229,986 research outputs found

    Reduction of porosity in aluminum weldments

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    Method is described for elimination of porosity of aluminum weldments by replacing polyvinyl chloride tubing (used to connect welder to gas source, and is permeable to moisture at high humidity) with copper tubing. In addition liquid argon gas is used at weld stations

    Time evolution of rolling tachyons for a brane-antibrane pair

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    A precise form of the time evolution of rolling tachyons corresponding to a brane-antibrane pair is investigated by solving the Hamiltonian equations of motion under the assumption that in a region far away from branes the tachyon vacuum is almost already achieved, even at the beginning of the rolling.Comment: 10 pages, 2 figures. Addition of references in v2, inclusion of more details in v

    c-axis Raman Scattering in MgB2: Observation of a Dirty-Limit Gap in the pi-bands

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    Raman scattering spectra from the ac-face of thick MgB2 single crystals were measured in zz, xz and xx polarisations. In zz and xz polarisations a threshold at around 29 cm^{-1} forms in the below Tc continuum but no pair-breaking peak is seen, in contrast to the sharp pair-breaking peak at around 100 cm^{-1} seen in xx polarisation. The zz and xz spectra are consistent with Raman scattering from a dirty superconductor while the sharp peak in the xx spectra argues for a clean system. Analysis of the spectra resolves this contradiction, placing the larger and smaller gap magnitudes in the sigma and pi bands, and indicating that relatively strong impurity scattering is restricted to the pi bands.Comment: Revised manuscript accepted for publication in Physical Review Letter

    Method for reinforcing tubing joints

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    Joint repair technique uses a longitudinally split aluminum shield over the joint ferrule and immediately adjacent tubing to reseal or reinforce leaking or weak joints in small tubing. Epoxy resin coating on inside surfaces of the two shield halves provides a tightly sealed bond between shield and tubing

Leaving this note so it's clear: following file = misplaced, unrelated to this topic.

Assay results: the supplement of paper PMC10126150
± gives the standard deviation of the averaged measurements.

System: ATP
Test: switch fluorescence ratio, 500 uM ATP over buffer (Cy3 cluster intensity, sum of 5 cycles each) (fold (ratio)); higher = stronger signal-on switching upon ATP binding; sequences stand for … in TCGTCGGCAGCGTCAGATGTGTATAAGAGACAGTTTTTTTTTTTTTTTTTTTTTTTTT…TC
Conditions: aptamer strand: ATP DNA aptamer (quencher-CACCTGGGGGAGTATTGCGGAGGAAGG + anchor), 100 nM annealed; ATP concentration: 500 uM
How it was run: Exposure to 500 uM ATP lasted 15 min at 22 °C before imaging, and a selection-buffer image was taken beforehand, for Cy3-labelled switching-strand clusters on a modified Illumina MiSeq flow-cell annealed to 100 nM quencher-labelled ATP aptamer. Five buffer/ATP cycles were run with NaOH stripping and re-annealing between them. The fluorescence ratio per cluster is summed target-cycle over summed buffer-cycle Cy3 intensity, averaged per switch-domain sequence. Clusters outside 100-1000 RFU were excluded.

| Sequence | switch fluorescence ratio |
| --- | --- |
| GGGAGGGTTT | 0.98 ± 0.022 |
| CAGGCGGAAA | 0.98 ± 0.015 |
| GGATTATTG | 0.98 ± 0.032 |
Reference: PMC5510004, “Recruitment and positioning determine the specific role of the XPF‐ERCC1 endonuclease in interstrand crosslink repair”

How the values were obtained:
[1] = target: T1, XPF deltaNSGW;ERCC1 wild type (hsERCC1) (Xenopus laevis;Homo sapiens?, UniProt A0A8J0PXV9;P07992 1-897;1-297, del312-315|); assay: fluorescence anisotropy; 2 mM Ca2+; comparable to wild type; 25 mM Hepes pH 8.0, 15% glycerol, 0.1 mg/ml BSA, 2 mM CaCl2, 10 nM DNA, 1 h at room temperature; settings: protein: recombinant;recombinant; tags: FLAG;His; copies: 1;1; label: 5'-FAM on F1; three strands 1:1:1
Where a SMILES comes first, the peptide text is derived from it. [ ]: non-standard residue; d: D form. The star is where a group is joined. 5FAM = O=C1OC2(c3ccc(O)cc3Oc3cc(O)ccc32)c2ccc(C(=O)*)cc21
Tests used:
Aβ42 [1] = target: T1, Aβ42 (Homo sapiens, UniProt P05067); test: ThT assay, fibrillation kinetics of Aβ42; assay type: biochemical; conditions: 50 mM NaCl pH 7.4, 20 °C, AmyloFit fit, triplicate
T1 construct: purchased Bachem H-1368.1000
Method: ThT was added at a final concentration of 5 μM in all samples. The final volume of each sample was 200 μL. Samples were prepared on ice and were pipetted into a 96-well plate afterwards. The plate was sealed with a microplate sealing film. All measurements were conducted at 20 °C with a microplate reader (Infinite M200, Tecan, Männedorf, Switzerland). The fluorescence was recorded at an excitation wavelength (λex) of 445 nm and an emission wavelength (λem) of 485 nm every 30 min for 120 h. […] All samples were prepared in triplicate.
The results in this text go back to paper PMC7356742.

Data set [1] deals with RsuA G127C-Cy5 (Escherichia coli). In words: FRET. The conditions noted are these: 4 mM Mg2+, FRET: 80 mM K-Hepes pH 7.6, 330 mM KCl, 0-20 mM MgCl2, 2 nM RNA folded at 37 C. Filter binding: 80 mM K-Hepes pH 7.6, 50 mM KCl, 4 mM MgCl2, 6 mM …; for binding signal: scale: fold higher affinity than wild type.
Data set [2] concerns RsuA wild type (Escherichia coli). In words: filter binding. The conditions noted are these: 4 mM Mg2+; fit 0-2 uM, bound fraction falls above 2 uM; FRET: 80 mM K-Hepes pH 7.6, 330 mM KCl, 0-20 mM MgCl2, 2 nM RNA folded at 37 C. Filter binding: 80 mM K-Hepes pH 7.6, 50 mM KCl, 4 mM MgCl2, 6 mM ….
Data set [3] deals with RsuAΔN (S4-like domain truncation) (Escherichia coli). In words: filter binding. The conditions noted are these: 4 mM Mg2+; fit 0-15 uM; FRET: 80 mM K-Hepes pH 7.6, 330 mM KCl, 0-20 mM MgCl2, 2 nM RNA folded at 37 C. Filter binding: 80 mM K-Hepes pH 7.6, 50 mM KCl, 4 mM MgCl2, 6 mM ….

Normal modes in an overmoded circular waveguide coated with lossy material

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    The normal modes in an overmoded waveguide coated with a lossy material are analyzed, particularly for their attenuation properties as a function of coating material, layer thickness, and frequency. When the coating material is not too lossy, the low-order modes are highly attenuated even with a thin layer of coating. This coated guide serves as a mode suppressor of the low-order modes, which can be particularly useful for reducing the radar cross section (RCS) of a cavity structure such as a jet inlet. When the coating material is very lossy, low-order modes fall into two distinct groups: highly and lowly attenuated modes. However, as a/lambda (a = radius of the cylinder; lambda = the free-space wavelength) increases, the separation between these two groups becomes less distinctive. The attenuation constants of most of the low-order modes become small, and decrease as a function of lambda sup 2/a sup 3

    Regioselective Intermolecular Coupling Reaction of Arylketones and Alkenes Involving C-H Bond Activation Catalyzed by an \u3cem\u3ein Situ\u3c/em\u3e Formed Cationic Ruthenium-Hydride Complex

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    The cationic ruthenium hydride complex, formed in situ from the treatment of the tetranuclear ruthenium hydride complex {[(PCy3)(CO)RuH]4(μ4-O)(μ3-OH)(μ2-OH)} with HBF4·OEt2, was found to be a highly effective catalyst for the intermolecular coupling reaction of arylketones and 1-alkenes to give the substituted indene and ortho-C−H insertion products. The formation of the indene products resulted from the initial alkene isomerization followed by regioselective ortho-C−H insertion of 2-alkene and dehydrative cyclization. The preliminary mechanistic studies revealed a rapid and reversible ortho-C−H bond activation followed by the rate-limiting C−C bond formation step for the coupling reaction

    Efficient Dehydrogenation of Amines and Carbonyl Compounds Catalyzed by a Tetranuclear Ruthenium-μ-oxo-μ-hydroxo-hydride Complex

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    The tetranuclear ruthenium-μ-oxo-μ-hydroxo-hydride complex {[(PCy3)(CO)RuH]4(μ4-O)(μ3-OH)(μ2-OH)} (1) was found to be a highly effective catalyst for the transfer dehydrogenation of amines and carbonyl compounds. For example, the initial turnover rate of the dehydrogenation of 2-methylindoline was measured to be 1.9 s−1 with a TON of 7950 after 1 h at 200 °C. The extensive H/D scrambling patterns observed from the dehydrogenation reaction of indoline-N-d1 and indoline-α-d2 suggest a monohydride mechanistic pathway with the C−H bond activation rate-limiting step
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